vision of “constitutional patriotism” reflects a belief in the forming capacity of shared
institutions and that political participation will fashion a post-national civic (p. 10)
European identity (Habermas 1994). Still, it is difficult to balance the development of
common political institutions and the protection of cultural diversity. It is argued that the
EU will face deadlock if governance aims at cultural homogeneity and that the EU needs
institutions that protect cultural diversity as a foundation for political unity and collective
identity, without excluding the possibility of transforming current identities (Kraus 2004).
Over the last few years, students of political institutions have learned more about the
potential and the limitations of institutional impacts on policy and political actors. More is
known about the processes through which individuals are transformed into office holders
and rule followers with an ethos of self-discipline, impartiality, and integrity; into selfinterested, utility maximizing actors; or into cooperating actors oriented towards the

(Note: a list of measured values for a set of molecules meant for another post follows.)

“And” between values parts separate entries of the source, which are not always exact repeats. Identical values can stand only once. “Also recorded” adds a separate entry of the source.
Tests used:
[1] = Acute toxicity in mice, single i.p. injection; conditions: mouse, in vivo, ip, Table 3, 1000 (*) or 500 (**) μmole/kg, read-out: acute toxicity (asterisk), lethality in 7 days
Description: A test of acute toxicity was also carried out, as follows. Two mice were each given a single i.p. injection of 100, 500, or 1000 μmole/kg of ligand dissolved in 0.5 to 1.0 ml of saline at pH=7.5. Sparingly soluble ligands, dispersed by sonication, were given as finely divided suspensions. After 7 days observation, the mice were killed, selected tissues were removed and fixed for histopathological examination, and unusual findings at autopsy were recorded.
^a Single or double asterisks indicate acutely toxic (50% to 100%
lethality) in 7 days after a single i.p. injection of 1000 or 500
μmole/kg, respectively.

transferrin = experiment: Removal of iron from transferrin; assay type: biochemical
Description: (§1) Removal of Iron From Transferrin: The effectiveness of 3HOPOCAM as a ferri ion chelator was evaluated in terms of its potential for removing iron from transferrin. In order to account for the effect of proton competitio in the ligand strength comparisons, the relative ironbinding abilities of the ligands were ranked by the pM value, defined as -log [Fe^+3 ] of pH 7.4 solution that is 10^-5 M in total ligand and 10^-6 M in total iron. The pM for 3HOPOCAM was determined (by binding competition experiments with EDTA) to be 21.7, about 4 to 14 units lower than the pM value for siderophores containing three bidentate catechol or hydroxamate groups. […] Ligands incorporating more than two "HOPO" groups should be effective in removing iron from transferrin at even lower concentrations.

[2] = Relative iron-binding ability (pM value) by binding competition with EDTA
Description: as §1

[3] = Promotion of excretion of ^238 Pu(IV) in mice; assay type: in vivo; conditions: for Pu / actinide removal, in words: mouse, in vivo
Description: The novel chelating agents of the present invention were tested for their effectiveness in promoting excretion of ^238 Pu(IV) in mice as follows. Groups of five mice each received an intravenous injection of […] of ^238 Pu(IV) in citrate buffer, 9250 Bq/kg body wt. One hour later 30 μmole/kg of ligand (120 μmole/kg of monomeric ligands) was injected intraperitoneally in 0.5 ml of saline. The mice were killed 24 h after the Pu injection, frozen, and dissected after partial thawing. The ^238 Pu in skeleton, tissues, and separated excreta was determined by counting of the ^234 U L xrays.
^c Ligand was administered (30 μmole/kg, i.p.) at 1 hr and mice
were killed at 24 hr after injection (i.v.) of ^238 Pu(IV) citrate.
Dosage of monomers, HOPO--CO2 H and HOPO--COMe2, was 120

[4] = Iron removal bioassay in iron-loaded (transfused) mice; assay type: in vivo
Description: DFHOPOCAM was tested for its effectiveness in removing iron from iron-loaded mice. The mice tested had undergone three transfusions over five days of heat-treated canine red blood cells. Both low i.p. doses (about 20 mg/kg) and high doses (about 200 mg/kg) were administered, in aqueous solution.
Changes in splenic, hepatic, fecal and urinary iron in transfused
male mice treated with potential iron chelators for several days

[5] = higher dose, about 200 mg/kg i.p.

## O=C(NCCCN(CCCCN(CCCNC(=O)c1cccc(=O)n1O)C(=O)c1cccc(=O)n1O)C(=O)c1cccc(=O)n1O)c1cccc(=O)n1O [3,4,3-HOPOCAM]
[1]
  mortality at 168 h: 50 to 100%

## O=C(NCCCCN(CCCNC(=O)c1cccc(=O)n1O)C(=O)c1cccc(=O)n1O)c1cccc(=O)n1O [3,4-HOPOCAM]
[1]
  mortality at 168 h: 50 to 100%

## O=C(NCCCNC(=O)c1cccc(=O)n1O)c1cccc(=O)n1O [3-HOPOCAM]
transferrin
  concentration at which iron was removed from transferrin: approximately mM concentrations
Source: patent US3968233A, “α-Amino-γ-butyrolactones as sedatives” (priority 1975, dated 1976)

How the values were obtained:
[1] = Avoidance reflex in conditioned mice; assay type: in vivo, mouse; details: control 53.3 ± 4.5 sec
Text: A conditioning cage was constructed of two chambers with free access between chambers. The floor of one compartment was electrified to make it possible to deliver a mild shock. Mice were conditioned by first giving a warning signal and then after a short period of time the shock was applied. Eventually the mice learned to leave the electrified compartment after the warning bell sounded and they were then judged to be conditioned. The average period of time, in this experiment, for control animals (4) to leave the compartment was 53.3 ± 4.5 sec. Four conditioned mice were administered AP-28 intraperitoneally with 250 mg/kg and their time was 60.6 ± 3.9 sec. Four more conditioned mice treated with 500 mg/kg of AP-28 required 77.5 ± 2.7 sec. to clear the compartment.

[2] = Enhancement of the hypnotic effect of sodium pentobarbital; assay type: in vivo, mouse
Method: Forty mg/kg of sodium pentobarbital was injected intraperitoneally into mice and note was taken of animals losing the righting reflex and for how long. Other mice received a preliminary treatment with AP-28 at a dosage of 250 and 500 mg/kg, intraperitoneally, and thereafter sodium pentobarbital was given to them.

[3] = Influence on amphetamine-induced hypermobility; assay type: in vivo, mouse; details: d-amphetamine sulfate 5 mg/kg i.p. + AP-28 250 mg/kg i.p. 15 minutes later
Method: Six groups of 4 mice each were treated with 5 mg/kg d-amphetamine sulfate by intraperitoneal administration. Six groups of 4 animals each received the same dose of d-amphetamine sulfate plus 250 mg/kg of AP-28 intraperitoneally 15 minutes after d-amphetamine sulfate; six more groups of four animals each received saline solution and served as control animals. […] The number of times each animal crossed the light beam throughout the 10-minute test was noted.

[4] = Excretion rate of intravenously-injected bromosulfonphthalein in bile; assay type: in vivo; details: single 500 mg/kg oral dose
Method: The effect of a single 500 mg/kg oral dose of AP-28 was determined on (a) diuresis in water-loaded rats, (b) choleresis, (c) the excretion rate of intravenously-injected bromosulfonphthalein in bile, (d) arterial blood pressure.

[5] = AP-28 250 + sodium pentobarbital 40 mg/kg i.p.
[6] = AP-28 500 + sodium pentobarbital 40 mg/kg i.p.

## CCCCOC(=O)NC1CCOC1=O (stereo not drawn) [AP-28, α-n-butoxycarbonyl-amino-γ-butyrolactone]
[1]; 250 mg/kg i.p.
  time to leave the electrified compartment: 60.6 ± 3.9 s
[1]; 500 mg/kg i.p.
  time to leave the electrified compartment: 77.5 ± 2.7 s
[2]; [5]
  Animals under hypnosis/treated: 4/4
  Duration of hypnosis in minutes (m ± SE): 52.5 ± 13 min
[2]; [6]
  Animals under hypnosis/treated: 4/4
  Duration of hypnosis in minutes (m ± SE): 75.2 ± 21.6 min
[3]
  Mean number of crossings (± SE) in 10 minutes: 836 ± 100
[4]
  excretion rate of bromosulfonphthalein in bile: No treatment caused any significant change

policy networks they participate in. More is also known about the processes through
which senses of civic identities and roles are learned, lost, and redefined (March and
Olsen 1995; Olsen 2005). Still, accomplishments are dwarfed by the number of
unanswered questions about the processes that translate structures and rules into
political impacts and the factors that impinge upon them under different conditions. This
is also true for how institutional order impacts the dynamics of institutional change.
These interests in describing the effects of institutions are supplemented by interests in
designing them, particularly in designing them for democratic political systems. The more
difficult it is to specify or follow stable rules, the more democracies must rely on
institutions that encourage collective interpretation through social processes of
interaction, deliberation, and reasoning. Political debates and struggles then connect
institutional principles and practices and relate them to the larger issues, how society can
and ought to be organized and governed. Doing so, they fashion and refashion collective
identities and defining features of the polity—its long-term normative commitments and
causal beliefs, its concepts of the common good, justice, and reason, and its organizing
principles and power relations.
Legitimacy depends not only on showing that actions accomplish appropriate objectives,